Others entertained the idea of foregoing Constitutional rights altogether and adopting a manner of legal censorship currently employed by Germany, whose Strafgesetzbuch (Criminal Code) prohibits outright the public display of “symbols of unconstitutional organizations” outside the context of "art or science, research or teaching.”
Apropos of this discussion and harkening back to a similar debate, I checked out Aryeh Neier’s Defending My Enemy: American Nazis, the Skokie Case, and the Risks of Freedom from our library.
Mr. Neier was National Executive Director of the ACLU from 1970-78, an organization committed to arguing (often controversial) cases in defense of the First Amendment. The book chronicles one such case in 1977, National Socialist Party of America v. Village of Skokie, in which the ACLU took up the right of Frank Collin, leader of the National Socialist Party of America, to hold a rally in Skokie Illinois -- a deliberately provocative move in light of the large population of Holocaust survivors within that particular city. (Also interesting is the fact that Mr. Neier himself is a survivor of the Holocaust, born in Berlin in 1937 and having escaped to England with his parents at the age of two).
Neier spends the initial part of the book providing a history of anti-semitism and activity of national socialist movements in the United States (the German-American Bund of the 1930’s and George Lincoln Rockwell’s post-WWII founding of the American Nazi Party in the 50’s, The National Rennaisance Party in the 60’s, The National Socialist White People’s Party and the National Socialist Party of America in the 70’s, et al., et al.). The term “Party” is deceptive here, as Neier makes clear they were in those times relatively small in membership and for which reason they -- much like today -- craved the publicity of the media to cultivate a much larger impression of themselves among the general public. We learn that it was once the position of the National Jewish Community Relations Advisory Council that “public protests against [Rockwell’s] appearances and noisy and violent mass demonstrations merely provide him with increased publicity and bolster the image of martyred hero which as such an appeal to the elements he seeks to attract to his banner” -- which I suppose is the modern-day equivalent of the online admonishment: “don’t feed the troll.”
Chapters 3 and 4 are devoted to presenting the background and specifics of the Skokie case itself. He reviews the criticisms of those who opposed the Nazi march in Skokie (both external critics as well as internal dissenters within the ACLU), and the reasoning that ultimately led the organization to affirm the Nazi’s right to a march and to challenge the various measures -- ultimately found unconstitutional by the Illinois Supreme Court -- which the city of Skokie sought to stop them (ex. ordinances demanding exorbitantly high insurance for the holding of public rallies; an injunction forbidding the distribution of literature that incited hatred, the display of the swastika, the wearing of uniforms). Some of the explanations for why Nazis should be forbidden to speak may ring familiar to those on social media or college campuses today: the Anti Defamation League, for example, sought an injunction against the march on grounds that it would be tantamount to the infliction of “menticide” or emotional harm.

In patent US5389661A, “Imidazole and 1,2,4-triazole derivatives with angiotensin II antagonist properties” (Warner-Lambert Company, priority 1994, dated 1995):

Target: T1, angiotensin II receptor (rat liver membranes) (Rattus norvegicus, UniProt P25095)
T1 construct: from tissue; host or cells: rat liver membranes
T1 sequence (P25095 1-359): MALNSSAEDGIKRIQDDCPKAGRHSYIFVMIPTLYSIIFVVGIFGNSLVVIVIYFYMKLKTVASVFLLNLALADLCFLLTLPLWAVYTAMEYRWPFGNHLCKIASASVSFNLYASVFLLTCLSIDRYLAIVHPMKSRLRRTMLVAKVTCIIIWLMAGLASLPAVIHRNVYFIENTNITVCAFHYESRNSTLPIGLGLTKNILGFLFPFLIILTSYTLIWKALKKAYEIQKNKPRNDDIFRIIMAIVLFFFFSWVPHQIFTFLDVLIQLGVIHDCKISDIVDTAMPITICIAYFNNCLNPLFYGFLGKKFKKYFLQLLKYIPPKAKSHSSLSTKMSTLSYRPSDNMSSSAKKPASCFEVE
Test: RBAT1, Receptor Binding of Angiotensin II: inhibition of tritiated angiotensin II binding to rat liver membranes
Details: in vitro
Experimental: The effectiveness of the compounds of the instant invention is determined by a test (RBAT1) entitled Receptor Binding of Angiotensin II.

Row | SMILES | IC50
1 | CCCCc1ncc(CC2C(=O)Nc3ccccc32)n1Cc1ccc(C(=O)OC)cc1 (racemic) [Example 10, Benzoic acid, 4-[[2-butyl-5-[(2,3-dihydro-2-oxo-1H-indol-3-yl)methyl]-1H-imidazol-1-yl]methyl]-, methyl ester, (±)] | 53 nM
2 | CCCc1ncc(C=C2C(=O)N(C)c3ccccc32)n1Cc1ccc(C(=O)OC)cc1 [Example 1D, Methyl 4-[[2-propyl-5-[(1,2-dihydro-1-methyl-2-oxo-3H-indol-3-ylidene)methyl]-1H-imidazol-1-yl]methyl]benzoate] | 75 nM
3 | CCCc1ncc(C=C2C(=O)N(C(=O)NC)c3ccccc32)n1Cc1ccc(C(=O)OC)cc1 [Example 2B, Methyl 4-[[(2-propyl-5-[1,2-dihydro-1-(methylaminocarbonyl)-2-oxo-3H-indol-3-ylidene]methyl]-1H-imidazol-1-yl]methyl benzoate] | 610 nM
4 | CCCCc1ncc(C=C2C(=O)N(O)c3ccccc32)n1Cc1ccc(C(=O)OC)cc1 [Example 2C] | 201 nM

Curiously this was not the first legal case of its kind for the ACLU, nor the first time that it had defended Nazis’ right to speech. According to Neier, the ACLU handled more free speech cases in the 1960’s than at any time previously in the organization’s history. It was pretty much understood that anybody who had a legitimate case to exercise their constitutional right -- Nazis, the KKK, Communists, unionists, civil rights and anti-war demonstrators, et al. -- would receive their assistance. “The streets were so crowded with demonstrations of all sorts In the late 1960’s and early 1970’s that the appearance of a few Nazis attracted little interest.”
What then, made the ACLU’s defense of Skokie so controversial? -- Neier blames himself: “the fault, it became clear, was in our (my) failure to provide adequate information to the membership. It was not enough, Skokie proved, to say that the ACLU defends everyone’s right to speak.” Apparently many fairly recent and "progressive" members within the ACLU (not familiar with the demonstrations of the 60’s), while affirming a general and abstract right to speech, found themselves backtracking when said right became a tangible, defensible reality for those to whom they were ideologically or politically opposed. More than 4,000 ACLU members would respond to Skokie by sending in their letters of resignation, despite the unanimous approval of the state and national leadership to move forward with the case.
In chapter 5, Neier discusses several related legal cases to Skokie including that of Rockwell vs Morris (arguing for the Nazi right to demonstrate in NYC’s Union Square Park) and a fascinating and controversial case in 1977 involving the ACLU’s defense of both members of the KKK and black soldiers against the U.S. Marine Corps at Camp Pendleton, CA, another display of “poisonousness evenhandedness” which, unlike Skokie, would elicit great internal dissent between (the again, "progressive") local chapter of the ACLU and the principled national leadership.
In all fairness, Neier devotes one chapter (“They Have Rights?”) to presenting the various arguments made by the opposition as to why Nazis should be prohibited from rallying, and a subsequent chapter (“The Risks of Freedom”) countering them. He particularly excels in the remaining chapters of the book demonstrating, via copious historical examples, how the very arguments proposed, and policies employed, to suppress the speech of Nazis or the KKK -- whom we would (justifiably) regard as deplorable -- are often turned around by authorities to suppress groups we might find laudable or on the side of justice (civil rights workers, anti-war protestors and anti-nuclear or environmental activists). Consider several examples: